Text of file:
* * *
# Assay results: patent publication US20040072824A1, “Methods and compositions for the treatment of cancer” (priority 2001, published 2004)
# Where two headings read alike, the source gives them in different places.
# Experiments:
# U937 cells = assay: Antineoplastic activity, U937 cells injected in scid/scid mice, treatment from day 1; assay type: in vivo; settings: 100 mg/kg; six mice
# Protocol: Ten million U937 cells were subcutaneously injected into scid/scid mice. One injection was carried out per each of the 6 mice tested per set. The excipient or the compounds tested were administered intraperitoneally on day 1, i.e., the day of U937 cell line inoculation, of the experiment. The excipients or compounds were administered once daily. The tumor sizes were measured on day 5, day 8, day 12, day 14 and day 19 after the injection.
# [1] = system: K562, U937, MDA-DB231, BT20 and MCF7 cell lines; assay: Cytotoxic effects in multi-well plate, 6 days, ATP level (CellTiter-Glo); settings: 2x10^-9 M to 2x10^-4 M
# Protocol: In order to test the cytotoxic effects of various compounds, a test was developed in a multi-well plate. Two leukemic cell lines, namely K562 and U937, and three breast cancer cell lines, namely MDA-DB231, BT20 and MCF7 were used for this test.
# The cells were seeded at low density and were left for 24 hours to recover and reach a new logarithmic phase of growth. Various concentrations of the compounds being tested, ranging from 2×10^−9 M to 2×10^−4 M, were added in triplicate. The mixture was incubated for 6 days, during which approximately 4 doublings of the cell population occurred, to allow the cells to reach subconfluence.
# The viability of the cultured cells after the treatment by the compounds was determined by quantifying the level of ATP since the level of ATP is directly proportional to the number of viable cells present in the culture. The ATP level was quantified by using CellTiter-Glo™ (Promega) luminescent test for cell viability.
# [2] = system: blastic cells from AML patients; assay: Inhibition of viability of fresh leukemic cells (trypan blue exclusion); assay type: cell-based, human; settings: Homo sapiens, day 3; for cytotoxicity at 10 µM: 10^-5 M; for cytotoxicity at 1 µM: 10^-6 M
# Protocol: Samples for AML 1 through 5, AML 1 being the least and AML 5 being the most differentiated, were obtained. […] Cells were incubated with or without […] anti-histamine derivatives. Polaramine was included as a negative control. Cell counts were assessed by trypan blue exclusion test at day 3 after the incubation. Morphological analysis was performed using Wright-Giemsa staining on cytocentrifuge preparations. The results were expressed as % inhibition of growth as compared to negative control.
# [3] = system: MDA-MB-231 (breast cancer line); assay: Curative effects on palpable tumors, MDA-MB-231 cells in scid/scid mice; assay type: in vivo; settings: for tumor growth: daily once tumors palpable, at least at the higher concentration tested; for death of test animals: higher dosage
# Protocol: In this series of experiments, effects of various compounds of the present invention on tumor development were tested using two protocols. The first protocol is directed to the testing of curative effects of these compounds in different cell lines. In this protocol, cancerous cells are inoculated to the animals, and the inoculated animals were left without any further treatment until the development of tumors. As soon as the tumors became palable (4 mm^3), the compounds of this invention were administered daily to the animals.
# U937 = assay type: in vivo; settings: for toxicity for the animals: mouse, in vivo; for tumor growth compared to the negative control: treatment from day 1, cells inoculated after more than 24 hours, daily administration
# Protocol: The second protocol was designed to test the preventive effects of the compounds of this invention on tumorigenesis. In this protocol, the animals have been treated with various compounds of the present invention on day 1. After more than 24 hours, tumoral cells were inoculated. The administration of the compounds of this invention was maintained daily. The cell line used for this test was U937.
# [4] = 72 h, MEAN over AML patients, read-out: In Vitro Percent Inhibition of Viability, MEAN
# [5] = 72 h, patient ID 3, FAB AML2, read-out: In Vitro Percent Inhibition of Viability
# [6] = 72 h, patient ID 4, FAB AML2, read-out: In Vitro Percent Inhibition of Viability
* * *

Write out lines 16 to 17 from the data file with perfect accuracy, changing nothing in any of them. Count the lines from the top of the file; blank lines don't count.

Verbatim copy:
# [4] = 72 h, MEAN over AML patients, read-out: In Vitro Percent Inhibition of Viability, MEAN
# [5] = 72 h, patient ID 3, FAB AML2, read-out: In Vitro Percent Inhibition of Viability